Whatever amount of food you are planning to prepare for the “known” number of guests, expand it by 10% to make up for piggy eaters, unexpected guests, or food that somehow gets dropped or burned or whatever (or the dog takes a big bite, yes it has happened). Even if you end up with leftovers, that’s OK. One of your gatekeepers should also be in charge of loading up all of the leftovers into appropriate tupperware to put into the fridge, before it sits out too long. You don’t want to wait until long after your guests have finally dwindled out of your party to start putting things into the fridge. The gate keeper can do this (instead of you) so it’s more discreet and doesn’t make your guests feel like you are kicking them out. You are just preventing food poisoning.

The only reason that I know all of these handy hints is that I used to organize all sorts of huge potluck parties at work, where folks from other nearby businesses would often drop by too. Everything and anything that can go wrong, has gone wrong, so I learned by my own mistakes, how to have everything work out a little more smoothly. Also, I listen to this wonderful cooking host Melinda Lee on the radio every weekend and she used to be a caterer, so I took a lot of hints from her. She is always advising timid folks who are trying to throw a brunch or a baby shower and she’s the one who came up with the idea of the gatekeeper. What a great concept!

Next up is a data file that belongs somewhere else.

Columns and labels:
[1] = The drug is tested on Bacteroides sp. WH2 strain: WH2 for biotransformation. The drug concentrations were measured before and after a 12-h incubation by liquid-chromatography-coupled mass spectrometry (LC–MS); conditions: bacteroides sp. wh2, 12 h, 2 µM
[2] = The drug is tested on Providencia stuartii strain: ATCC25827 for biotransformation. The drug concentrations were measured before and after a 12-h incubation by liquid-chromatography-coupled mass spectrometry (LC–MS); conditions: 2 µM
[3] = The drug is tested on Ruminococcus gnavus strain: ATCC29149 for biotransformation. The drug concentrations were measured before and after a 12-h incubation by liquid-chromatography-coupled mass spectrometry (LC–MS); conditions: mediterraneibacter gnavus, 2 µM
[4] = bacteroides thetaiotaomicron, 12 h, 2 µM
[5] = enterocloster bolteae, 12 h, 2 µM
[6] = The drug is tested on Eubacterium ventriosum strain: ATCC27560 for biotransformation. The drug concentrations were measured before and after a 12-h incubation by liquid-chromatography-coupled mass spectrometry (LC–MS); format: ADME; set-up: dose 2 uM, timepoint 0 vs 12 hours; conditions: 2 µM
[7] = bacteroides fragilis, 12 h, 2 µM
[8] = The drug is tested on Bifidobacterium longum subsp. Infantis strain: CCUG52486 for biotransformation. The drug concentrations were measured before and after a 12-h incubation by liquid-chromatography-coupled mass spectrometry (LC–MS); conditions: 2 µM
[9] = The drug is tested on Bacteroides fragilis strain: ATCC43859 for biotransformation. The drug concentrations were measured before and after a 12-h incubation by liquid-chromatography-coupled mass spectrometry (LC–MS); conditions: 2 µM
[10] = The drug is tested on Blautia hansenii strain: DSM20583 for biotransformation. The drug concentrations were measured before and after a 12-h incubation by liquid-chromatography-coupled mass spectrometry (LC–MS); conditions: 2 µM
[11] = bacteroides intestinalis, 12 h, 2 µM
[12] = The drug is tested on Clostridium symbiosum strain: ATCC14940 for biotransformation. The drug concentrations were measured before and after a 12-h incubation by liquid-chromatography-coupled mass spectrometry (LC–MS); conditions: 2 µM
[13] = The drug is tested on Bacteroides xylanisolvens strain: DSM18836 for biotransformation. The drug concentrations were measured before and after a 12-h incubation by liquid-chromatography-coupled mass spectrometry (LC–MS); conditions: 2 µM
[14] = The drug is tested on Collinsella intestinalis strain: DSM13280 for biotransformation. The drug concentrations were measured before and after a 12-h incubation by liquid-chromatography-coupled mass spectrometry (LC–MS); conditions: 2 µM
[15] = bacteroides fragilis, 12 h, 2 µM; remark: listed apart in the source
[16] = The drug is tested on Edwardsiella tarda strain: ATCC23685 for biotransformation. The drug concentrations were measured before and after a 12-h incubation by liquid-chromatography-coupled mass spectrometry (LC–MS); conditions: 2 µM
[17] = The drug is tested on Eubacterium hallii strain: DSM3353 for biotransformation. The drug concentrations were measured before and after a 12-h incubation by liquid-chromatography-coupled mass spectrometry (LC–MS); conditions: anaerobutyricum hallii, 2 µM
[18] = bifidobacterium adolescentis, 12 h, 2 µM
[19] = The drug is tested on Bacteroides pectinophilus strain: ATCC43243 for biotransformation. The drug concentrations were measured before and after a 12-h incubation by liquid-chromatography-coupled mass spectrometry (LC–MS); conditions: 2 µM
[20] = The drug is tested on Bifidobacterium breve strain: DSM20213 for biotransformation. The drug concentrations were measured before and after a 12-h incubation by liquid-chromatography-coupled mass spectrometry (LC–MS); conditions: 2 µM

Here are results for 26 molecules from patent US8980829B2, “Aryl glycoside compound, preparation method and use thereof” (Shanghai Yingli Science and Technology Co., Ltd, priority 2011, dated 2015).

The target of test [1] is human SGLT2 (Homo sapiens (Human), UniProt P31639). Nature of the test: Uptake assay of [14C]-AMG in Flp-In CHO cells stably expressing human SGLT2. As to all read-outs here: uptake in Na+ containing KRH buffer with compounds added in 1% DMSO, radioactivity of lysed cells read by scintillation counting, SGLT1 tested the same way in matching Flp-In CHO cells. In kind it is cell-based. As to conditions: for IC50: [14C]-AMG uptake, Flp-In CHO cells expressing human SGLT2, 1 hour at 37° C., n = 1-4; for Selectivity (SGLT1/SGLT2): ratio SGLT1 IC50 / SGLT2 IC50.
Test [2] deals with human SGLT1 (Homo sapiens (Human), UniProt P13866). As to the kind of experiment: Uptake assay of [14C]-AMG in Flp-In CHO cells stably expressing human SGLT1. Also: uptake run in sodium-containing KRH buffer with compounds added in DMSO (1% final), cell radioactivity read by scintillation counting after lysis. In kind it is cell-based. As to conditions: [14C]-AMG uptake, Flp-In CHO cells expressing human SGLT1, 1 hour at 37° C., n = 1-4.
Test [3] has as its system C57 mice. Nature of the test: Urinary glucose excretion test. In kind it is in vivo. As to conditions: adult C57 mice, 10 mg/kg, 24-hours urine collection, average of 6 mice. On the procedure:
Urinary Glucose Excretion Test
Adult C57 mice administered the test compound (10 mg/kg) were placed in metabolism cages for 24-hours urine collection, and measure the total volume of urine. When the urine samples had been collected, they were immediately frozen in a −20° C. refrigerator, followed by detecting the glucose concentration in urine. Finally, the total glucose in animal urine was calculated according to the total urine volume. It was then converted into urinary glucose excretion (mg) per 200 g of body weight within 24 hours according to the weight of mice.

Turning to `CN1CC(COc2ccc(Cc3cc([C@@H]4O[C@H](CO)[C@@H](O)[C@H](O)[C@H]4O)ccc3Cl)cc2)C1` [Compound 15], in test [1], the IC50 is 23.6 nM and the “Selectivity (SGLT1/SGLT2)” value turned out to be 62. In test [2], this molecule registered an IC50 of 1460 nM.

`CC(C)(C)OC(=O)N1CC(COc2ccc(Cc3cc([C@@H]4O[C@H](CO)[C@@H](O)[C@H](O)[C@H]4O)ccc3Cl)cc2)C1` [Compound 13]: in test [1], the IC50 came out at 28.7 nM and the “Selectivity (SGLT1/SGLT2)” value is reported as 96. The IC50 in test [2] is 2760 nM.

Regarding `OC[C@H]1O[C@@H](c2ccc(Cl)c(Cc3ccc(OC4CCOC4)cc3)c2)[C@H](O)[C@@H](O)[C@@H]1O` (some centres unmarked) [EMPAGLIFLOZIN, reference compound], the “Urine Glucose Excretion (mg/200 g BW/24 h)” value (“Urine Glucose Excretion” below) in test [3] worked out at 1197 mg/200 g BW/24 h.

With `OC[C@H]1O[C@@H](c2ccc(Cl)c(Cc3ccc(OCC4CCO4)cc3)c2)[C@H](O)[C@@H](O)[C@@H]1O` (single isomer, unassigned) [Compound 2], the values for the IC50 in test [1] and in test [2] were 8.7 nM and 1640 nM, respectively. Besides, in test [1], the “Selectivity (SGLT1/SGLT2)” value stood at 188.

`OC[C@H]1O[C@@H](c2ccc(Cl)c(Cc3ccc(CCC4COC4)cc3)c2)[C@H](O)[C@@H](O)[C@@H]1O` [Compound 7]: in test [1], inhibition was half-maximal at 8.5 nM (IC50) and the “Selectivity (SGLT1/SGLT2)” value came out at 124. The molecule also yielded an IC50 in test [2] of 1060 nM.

Anyway, it sounds like your party was truly wonderful, and I hope that you can look back upon it with fondness too, and that you won’t be dissuaded from trying it again. : )

Dutchess_III's avatar

Emphasizing “The gatekeeper is also the person who gets your guests to start by saying something like, “Ok everybody, help yourself to salad and appetizers, we’ve got the salad and the plates over here and napkins are over here.” People need direction so that they know that they aren’t inadvertently doing something rude. I’ll be a gatekeeper for you!

JLeslie's avatar

The gatekeeper idea is good. I don’t want anyone who is supposed to be enjoying the party working hard to clean up, next time any party over 20 I hire someone. i had someone help my last two parties and it was good, not sire why I did not do it this time.